Cyber-attacks are like parasites: they are not always visible, not always felt, but with plenty of potential to affect your operational efficiencies, service level agreements, and computing resources. All of those impacts bring potentially high costs. The first step to understanding and managing the cost of cyber-attacks is to do everything you can to understand the potential impact and build an effective incident response team so you can rein in these “parasites” and limit damage to your business.
The Ring of Fire map from Radware tracks vertical markets based on the likelihood that organizations in these sectors will experience an attack.
Major Attack Type: Denial of Service Attacks
Denial of Service (DoS) attacks have grown each and every year since 2010. Moreover, the lessons of what are the most successful attacks and the reduction of cost and skill needed to execute these attacks have both dramatically been reduced. Today, for $6 one can rent an Amazon Web Service-based “Booter” to attack any foe at a moment’s notice. In fact, one can enlist the support of hundreds or thousands of infected ‘bots’ including the Internet of Things (IoT) when theoretically almost anything internet-connected can be directed.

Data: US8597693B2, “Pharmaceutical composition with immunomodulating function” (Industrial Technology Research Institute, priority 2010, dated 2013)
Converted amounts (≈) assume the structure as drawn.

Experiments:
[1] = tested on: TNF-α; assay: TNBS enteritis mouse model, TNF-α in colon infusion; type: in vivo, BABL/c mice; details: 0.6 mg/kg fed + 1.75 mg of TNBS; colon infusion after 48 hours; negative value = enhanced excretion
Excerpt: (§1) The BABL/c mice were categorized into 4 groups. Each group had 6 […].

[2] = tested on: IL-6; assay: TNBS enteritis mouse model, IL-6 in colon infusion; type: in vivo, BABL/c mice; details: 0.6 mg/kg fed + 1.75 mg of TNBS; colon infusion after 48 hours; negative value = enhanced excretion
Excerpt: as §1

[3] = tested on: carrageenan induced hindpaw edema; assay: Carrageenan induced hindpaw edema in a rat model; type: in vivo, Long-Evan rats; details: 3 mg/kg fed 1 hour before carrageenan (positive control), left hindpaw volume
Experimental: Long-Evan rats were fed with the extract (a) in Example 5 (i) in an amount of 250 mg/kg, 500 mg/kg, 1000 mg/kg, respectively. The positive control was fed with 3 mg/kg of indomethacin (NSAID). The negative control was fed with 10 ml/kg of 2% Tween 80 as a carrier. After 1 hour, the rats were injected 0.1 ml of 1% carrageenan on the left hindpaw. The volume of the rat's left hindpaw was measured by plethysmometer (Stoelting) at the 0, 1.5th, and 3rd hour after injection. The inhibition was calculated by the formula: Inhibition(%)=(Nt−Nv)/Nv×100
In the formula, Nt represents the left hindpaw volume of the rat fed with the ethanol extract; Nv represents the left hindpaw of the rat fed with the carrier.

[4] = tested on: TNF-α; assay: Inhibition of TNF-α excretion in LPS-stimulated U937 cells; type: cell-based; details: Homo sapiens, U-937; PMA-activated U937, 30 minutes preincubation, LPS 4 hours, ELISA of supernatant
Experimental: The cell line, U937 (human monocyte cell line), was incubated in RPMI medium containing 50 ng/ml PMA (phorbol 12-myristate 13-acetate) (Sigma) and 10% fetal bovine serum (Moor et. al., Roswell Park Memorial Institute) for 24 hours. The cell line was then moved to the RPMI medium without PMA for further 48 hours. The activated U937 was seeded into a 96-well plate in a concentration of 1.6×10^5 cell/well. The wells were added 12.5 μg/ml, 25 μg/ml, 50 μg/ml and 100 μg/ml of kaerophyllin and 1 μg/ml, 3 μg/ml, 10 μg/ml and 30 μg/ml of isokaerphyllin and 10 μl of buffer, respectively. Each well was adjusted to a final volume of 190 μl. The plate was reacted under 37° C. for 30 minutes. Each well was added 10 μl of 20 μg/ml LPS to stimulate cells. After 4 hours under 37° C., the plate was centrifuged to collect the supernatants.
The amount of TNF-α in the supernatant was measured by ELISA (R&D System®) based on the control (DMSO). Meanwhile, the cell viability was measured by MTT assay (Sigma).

The U.S. Senate is currently evaluating a bill that would require companies to break encryption under a court order. There is much controversy around this bill, in fact several organizations have already spoken out against it, including the CTA.
It’s 9:30am. You’ve gotten your morning coffee, checked your email, and now you are surfing the web when all of a sudden everything freezes. A message pops up on your screen saying:
“You have been caught accessing inappropriate content and your device will remain locked unless you pay $$$$$”
Ransomware is fast becoming the leading cyber concern for businesses in 2016. We are seeing new ransom tactics used daily to target companies from various industries and individuals worldwide. The potential harm is devastating.
Schools are getting more sophisticated; there is no doubt about it. My kids recently had an "emergency study exercise" in grade-school where they needed to log in to the school system from home and participate in an online classroom, listen to a session and answer some questions. The idea was to see if the school was prepared for emergency situations, where the kids couldn’t attend school for some reason, but they could continue studying remotely. I thought that was pretty cool.
I also learned recently about a high school in our area where all the classroom activity is conducted online. The students have no books, no notebooks – only their laptop.